This post contains explicit material

Tuesday, October 14, 2014 By



AUGUSTA, GA. - Emerson and I were at the Dollar Tree this weekend, getting a new pooper scooper, because Emerson somehow misplaced ours. Which is as disgusting as it sounds.

In the toy section, Emerson saw a ball. And with her typical impression of Foghorn Leghorn, she said, "Scented balls? What are scented balls? Mom, do you know anyone who has scented balls?"


Emerson only has three volumes:

  1. Dear God, What is The Emergency?
  2. Attempt at Whispering That Sounds Like a Normal Volume
  3. Sleeping

She was in emergency mode. I wish I could say I was cool, but I had to walk away for laughing.



When I walked away, covering my hysterical giggles with my hand, she followed me, basically hollering the same set of questions. I had to choke out, "Please stop saying scented balls."

Mistake. She's almost 10, and we've had several co-ed puberty talks, and she thinks the whole dang thing is hilarious. Apparently, every normal body part and function on an adult is just the funniest thing ever. There's no hierarchy. They're ALL The Funniest Thing Ever.

And when I said that, she got it. And fell on the ground belly laughing. I tried to hush her, because her laughing is approximately the same volume as an ambulance siren. But that just made her laugh harder. I walked to the other end of the aisle, so I could still see her, but perhaps my mortification would be far enough removed that it would no longer amuse her so much.



And it worked. She caught up with me a minute or two later, still grinning so wide her face might have cracked, and still chuckling. But calm enough that I didn't feel the need to gag her.

"Sorry, Mama. That was just so funny!"

"Mmm..." I refused to comment, and resumed shopping. Then I heard it.

"sssssssscenteeddddd baaaaaaaaallllllsssss....[snort][chortle]"

She followed me around the store, whispering the phrase over and over. Needless to say, it was the fastest shopping I've ever done.



She collapsed into a fit of belly-laughing in the car, while I tried to keep a stern look on my face.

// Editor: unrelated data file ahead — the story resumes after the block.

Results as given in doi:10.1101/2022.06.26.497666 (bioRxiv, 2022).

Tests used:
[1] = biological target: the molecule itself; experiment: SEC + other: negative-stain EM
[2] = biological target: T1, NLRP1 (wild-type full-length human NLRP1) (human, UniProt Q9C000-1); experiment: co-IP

"Doodle, I understand that you think that's funny, but it's really more of a private funny. Not something to share in public," I chided her.

Her eyebrows shot back on her forehead in dismay. "But, mom, that's why I was whispering!"



Tuesday, October 07, 2014

Product Review: Dr. Scholl's Dream Walks

Tuesday, October 07, 2014 By


I would say that the above photo pretty much sums up my experience with high heels. I own probably 10 pairs of various kinds of heels - sandals, boots, pumps. And I might wear them once a year. I hate heels. Hate them. Didn't wear sparkly heels to any of my Major Life Events. Don't plan on doing so in the future. 

You know why? Because heels hurt. They hurt a lot. I don't see why that should even be a thing that women do to themselves. 

Now, I have had a few pairs of comfortable heels. They had no more than two inches in height, did not narrow to a pinpoint on which I was expected to balance, and were generously cushioned.

Unfortunately, they also seem to be as elusive as Bigfoot. ... Well, slightly less elusive than Bigfoot, as I've owned three or four comfortable pairs of heels, and approximately zero Bigfoots. Bigfeet? I don't know. Anyway.

All I want to be able to do is enjoy the air of professionalism and the illusion of height that accompanies wearing heels. My footwear is, I think, quite professional. But something in my closet just screams that I've totally given up. And I had.

Now... a ray of hope.